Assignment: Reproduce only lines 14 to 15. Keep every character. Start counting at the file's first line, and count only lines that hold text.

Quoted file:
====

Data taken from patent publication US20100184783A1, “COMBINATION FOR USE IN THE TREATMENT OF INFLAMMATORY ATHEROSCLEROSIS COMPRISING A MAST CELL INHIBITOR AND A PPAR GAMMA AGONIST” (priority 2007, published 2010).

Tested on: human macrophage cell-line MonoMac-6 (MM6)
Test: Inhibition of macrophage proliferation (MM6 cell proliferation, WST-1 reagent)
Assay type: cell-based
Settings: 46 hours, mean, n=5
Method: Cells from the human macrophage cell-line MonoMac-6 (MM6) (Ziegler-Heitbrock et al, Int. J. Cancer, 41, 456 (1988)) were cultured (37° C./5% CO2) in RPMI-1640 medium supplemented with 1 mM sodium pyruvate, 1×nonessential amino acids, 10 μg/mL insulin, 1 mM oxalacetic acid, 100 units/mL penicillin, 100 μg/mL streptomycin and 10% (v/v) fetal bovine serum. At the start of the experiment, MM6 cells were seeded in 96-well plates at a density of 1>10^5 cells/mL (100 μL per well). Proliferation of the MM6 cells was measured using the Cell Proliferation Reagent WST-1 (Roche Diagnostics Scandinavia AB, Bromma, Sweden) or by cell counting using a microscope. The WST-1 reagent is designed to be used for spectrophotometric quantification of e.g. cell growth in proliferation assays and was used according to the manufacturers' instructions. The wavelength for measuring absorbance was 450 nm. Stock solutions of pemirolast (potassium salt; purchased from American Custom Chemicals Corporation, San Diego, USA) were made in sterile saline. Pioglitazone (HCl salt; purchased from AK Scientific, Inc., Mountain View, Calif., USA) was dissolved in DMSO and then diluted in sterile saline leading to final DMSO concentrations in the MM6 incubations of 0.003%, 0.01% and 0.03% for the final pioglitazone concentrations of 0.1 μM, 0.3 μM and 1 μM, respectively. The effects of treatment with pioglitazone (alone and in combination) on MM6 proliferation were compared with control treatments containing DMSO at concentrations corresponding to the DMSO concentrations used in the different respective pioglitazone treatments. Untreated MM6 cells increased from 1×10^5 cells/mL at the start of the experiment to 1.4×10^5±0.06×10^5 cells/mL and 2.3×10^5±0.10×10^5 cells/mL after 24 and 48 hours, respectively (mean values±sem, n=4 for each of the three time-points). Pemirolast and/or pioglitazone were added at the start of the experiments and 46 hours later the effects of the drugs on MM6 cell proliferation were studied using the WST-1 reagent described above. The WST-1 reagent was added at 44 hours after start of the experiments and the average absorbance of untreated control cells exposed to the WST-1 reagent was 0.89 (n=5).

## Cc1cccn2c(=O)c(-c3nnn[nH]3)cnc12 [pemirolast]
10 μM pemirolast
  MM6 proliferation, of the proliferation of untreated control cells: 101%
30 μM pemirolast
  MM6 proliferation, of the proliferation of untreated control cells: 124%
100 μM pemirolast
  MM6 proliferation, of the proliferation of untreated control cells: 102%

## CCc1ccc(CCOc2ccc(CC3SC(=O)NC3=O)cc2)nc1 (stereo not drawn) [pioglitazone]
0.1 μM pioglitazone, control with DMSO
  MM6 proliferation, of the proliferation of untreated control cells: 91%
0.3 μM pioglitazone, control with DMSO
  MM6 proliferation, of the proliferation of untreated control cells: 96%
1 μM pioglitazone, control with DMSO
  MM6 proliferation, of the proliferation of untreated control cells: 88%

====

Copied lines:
## CCc1ccc(CCOc2ccc(CC3SC(=O)NC3=O)cc2)nc1 (stereo not drawn) [pioglitazone]
0.1 μM pioglitazone, control with DMSO